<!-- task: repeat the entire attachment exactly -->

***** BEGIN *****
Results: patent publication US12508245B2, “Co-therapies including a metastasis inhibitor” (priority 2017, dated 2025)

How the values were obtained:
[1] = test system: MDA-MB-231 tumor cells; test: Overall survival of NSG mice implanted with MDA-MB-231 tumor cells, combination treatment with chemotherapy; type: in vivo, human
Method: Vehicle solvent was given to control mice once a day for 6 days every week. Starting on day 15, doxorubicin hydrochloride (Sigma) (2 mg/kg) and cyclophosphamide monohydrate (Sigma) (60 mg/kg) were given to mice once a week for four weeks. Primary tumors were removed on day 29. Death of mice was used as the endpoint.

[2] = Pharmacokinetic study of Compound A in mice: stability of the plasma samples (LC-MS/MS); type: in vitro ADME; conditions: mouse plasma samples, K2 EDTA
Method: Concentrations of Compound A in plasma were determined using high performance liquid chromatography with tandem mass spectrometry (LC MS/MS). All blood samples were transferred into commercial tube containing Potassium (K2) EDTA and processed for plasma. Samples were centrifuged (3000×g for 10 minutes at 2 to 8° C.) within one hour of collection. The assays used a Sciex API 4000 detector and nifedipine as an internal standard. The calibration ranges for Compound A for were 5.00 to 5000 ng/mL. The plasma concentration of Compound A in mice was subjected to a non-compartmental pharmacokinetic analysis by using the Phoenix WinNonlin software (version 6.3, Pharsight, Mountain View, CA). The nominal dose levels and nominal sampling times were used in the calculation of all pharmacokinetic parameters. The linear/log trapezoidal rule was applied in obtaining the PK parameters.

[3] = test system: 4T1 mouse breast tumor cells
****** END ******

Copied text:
Results: patent publication US12508245B2, “Co-therapies including a metastasis inhibitor” (priority 2017, dated 2025)

How the values were obtained:
[1] = test system: MDA-MB-231 tumor cells; test: Overall survival of NSG mice implanted with MDA-MB-231 tumor cells, combination treatment with chemotherapy; type: in vivo, human
Method: Vehicle solvent was given to control mice once a day for 6 days every week. Starting on day 15, doxorubicin hydrochloride (Sigma) (2 mg/kg) and cyclophosphamide monohydrate (Sigma) (60 mg/kg) were given to mice once a week for four weeks. Primary tumors were removed on day 29. Death of mice was used as the endpoint.

[2] = Pharmacokinetic study of Compound A in mice: stability of the plasma samples (LC-MS/MS); type: in vitro ADME; conditions: mouse plasma samples, K2 EDTA
Method: Concentrations of Compound A in plasma were determined using high performance liquid chromatography with tandem mass spectrometry (LC MS/MS). All blood samples were transferred into commercial tube containing Potassium (K2) EDTA and processed for plasma. Samples were centrifuged (3000×g for 10 minutes at 2 to 8° C.) within one hour of collection. The assays used a Sciex API 4000 detector and nifedipine as an internal standard. The calibration ranges for Compound A for were 5.00 to 5000 ng/mL. The plasma concentration of Compound A in mice was subjected to a non-compartmental pharmacokinetic analysis by using the Phoenix WinNonlin software (version 6.3, Pharsight, Mountain View, CA). The nominal dose levels and nominal sampling times were used in the calculation of all pharmacokinetic parameters. The linear/log trapezoidal rule was applied in obtaining the PK parameters.

[3] = test system: 4T1 mouse breast tumor cells